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Former "Survivor" producer Bruce Beresford-Redman was convicted in Mexico over the death of his wife but will appeal the decision, his family said Thursday.
The 43-year-old was sentenced to 12 years in prison over the death of Monica Burgos during a family vacation at a Cancun resort in 2010.
Her family said the news represented justice. "Finally, she can rest in peace," Burgos' sister, Carla, told NBC Los Angeles.
However, it remained unclear Thursday night exactly what charges Beresford-Redman was convicted of and his family promised to launch an appeal, saying they were "appalled and disgusted" by the ruling.
A court-appointed crime scene expert testified that he couldn't find any forensic evidence linking Beresford-Redman to Burgos' death.
Beresford-Redman — who also co-created the MTV series "Pimp My Ride" — reported his wife missing in April 2010 as they and their two young children were on vacation in Cancun. Two days later, Burgos' body was found inside a sewer cistern; an autopsy indicated that she had been strangled.
Mexican police said hotel guests reported hearing screams from the hotel room, and investigators said they discovered blood in the room. Police said their investigation revealed that Beresford-Redman had recently had an extramarital affair.
The U.S. extradited Beresford-Redman to Mexico in 2012. His parents said Thursday night that their son is innocent and that the conviction "should lead to a reconsideration of the extradition treaty between the United States and Mexico as it is clear that Mexico cannot meet even minimal standards of justice."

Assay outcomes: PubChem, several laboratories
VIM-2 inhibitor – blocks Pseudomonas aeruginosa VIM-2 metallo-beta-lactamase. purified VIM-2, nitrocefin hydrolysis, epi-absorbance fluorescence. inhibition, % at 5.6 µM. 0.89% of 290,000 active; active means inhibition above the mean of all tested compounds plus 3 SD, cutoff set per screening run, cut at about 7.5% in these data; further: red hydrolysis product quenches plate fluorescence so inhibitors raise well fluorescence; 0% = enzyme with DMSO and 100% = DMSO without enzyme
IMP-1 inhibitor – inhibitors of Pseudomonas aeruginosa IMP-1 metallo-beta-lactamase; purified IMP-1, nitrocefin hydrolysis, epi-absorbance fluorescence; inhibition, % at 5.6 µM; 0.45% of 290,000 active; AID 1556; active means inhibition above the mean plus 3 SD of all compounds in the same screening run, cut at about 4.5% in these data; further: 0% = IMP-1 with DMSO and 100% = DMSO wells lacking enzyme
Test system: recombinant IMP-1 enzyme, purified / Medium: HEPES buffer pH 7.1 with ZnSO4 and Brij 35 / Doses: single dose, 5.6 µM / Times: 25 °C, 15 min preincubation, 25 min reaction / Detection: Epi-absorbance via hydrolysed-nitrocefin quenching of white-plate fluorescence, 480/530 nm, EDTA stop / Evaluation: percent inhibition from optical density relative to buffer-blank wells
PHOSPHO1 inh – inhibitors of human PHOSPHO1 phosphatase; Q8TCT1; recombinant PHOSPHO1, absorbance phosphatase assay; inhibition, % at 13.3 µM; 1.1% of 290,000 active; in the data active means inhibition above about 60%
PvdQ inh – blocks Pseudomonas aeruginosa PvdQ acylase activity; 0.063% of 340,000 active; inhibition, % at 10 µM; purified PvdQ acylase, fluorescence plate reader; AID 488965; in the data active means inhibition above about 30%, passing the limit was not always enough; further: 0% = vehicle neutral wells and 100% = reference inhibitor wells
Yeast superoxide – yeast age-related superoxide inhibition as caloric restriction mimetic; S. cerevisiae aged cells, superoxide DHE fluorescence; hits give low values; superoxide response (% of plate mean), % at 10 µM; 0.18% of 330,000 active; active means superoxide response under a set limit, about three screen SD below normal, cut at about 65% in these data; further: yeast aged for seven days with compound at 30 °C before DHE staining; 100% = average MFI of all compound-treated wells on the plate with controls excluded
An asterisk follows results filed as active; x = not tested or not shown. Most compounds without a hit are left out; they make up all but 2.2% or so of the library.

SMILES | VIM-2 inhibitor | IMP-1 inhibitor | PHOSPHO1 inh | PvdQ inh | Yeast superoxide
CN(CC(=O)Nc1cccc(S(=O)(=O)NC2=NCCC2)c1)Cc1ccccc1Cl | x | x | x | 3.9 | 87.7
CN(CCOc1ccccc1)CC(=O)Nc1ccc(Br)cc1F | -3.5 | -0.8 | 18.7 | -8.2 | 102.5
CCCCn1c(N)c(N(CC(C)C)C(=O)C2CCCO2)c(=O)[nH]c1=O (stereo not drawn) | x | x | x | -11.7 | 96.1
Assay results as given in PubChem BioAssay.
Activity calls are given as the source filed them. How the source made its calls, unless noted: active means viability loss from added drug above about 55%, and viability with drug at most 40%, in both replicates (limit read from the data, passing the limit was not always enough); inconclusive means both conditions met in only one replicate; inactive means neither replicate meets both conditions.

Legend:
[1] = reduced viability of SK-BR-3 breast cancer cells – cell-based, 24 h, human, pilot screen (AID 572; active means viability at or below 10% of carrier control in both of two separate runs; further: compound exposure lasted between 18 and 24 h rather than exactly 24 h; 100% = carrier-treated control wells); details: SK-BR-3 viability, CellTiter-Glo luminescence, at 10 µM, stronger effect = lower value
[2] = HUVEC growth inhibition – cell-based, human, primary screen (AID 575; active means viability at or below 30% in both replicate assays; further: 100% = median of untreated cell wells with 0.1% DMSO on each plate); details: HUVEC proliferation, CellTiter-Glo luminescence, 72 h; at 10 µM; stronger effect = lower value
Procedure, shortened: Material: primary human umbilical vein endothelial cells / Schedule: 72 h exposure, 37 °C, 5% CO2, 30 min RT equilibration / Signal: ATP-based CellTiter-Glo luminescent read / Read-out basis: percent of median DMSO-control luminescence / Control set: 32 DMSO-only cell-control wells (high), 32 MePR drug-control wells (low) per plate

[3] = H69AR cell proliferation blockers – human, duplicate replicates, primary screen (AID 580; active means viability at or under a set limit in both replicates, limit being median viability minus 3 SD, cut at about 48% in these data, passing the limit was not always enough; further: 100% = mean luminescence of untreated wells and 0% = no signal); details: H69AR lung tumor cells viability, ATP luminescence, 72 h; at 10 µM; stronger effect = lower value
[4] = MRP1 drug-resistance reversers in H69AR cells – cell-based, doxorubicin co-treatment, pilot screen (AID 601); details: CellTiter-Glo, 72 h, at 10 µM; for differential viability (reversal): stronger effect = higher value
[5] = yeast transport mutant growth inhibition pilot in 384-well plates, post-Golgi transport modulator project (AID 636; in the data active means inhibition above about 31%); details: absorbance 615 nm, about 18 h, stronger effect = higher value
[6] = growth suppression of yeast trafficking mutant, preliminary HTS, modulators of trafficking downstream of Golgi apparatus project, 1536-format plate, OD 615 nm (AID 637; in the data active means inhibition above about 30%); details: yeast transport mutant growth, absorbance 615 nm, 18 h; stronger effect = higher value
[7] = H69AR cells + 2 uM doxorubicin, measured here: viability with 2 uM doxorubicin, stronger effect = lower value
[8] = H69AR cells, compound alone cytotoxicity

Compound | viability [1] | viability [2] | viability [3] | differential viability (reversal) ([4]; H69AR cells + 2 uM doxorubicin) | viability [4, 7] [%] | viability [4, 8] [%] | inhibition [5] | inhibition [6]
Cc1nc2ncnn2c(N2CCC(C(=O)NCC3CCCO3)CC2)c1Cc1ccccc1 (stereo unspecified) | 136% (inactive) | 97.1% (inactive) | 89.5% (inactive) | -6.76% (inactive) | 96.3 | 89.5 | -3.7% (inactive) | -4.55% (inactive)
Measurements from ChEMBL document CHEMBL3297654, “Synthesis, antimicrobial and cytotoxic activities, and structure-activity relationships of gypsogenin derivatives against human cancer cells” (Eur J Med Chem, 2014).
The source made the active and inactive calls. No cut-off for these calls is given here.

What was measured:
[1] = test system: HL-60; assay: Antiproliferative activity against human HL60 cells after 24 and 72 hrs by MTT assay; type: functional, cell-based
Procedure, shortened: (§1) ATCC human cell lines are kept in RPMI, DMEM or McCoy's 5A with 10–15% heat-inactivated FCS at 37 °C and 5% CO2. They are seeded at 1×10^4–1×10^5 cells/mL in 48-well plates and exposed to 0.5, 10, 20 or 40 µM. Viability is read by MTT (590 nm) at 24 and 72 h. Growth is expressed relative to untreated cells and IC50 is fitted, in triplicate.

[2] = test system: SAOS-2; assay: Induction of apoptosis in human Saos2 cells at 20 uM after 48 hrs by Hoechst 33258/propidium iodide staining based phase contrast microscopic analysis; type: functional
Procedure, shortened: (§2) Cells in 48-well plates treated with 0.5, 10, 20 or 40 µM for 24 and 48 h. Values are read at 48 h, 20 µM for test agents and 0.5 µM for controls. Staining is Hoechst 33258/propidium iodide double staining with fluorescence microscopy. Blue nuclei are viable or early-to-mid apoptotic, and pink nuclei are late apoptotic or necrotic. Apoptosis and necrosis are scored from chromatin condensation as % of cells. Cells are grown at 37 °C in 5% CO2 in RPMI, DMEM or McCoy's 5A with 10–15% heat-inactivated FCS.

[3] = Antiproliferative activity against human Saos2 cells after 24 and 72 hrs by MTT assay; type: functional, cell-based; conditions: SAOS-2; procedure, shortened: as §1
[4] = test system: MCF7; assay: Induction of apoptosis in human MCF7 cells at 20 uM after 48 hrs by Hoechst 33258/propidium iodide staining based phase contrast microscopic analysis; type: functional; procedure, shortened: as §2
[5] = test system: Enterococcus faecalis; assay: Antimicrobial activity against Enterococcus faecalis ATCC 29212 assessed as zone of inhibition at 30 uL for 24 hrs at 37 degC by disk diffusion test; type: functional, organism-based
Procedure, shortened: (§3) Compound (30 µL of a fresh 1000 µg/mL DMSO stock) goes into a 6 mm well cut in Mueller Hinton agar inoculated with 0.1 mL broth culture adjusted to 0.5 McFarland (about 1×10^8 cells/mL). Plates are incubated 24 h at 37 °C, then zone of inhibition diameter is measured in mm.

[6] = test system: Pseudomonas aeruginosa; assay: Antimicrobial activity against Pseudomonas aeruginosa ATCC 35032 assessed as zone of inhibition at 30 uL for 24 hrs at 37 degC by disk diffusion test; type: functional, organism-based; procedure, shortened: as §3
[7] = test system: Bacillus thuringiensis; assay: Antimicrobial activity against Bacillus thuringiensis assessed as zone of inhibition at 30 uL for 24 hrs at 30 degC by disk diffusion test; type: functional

"We are appalled and disgusted with this gross miscarriage of justice," David and Juanita Beresford-Redman said in a statement. "Over an exhausting three-and-a-half year period this trial has done nothing but prove Bruce's innocence beyond any doubt. Whatever lies behind this ruling it is based on neither facts nor evidence. This is a disservice to Monica’s memory; this is not the justice she and Bruce still deserve and that we continue to demand. At some point, even in Mexico, Bruce’s innocence will lead to his freedom."
But Alison Triessl, an attorney for Burgos' family, said in a statement that the verdict represented justice.
"It has been nearly 5 years since they lost their beloved sister," Triessl said. "Not a day goes by that they don't miss her terribly and nothing will bring her back but they can finally say that she has received the justice she deserved."
NBC News' Katie Distler contributed to this report.